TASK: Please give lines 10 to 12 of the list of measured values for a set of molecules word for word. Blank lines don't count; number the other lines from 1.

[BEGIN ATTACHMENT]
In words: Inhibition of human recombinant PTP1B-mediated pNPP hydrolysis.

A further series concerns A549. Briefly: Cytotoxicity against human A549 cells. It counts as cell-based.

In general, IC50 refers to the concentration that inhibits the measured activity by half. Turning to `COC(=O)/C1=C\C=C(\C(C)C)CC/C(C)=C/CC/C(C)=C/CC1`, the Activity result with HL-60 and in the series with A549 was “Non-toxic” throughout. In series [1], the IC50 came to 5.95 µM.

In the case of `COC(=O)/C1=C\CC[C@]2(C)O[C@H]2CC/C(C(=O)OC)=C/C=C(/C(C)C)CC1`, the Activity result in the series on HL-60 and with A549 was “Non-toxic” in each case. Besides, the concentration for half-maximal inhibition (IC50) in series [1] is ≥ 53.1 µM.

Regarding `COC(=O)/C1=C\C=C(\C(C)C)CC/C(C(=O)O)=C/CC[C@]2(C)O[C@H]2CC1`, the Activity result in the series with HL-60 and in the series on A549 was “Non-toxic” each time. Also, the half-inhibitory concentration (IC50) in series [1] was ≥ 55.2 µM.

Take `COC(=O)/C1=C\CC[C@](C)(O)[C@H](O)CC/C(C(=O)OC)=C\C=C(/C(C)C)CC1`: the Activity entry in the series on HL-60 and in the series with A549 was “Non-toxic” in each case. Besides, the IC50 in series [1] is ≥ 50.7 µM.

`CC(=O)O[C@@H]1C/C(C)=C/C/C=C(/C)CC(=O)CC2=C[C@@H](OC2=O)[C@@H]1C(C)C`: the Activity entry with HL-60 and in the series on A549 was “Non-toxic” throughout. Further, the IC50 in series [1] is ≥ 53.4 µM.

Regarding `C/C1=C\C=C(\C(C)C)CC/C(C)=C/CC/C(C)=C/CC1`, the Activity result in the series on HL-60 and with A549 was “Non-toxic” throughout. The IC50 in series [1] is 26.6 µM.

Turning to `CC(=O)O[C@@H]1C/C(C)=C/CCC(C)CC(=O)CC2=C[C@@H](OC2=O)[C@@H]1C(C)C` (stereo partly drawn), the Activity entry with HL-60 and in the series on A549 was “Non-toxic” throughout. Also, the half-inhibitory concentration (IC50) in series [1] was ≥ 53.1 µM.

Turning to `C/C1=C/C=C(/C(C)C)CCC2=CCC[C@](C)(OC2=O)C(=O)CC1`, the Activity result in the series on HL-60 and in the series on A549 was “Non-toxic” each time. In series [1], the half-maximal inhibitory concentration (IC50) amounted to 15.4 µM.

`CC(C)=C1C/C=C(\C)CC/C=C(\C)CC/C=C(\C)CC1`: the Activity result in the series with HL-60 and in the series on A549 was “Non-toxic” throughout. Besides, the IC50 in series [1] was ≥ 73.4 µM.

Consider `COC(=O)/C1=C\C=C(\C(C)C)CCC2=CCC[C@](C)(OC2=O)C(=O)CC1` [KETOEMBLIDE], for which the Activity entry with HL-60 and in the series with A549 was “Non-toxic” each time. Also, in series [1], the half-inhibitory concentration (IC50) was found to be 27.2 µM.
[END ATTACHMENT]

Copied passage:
Turning to `C/C1=C/C=C(/C(C)C)CCC2=CCC[C@](C)(OC2=O)C(=O)CC1`, the Activity result in the series on HL-60 and in the series on A549 was “Non-toxic” each time. In series [1], the half-maximal inhibitory concentration (IC50) amounted to 15.4 µM.

`CC(C)=C1C/C=C(\C)CC/C=C(\C)CC/C=C(\C)CC1`: the Activity result in the series with HL-60 and in the series on A549 was “Non-toxic” throughout. Besides, the IC50 in series [1] was ≥ 73.4 µM.

Consider `COC(=O)/C1=C\C=C(\C(C)C)CCC2=CCC[C@](C)(OC2=O)C(=O)CC1` [KETOEMBLIDE], for which the Activity entry with HL-60 and in the series with A549 was “Non-toxic” each time. Also, in series [1], the half-inhibitory concentration (IC50) was found to be 27.2 µM.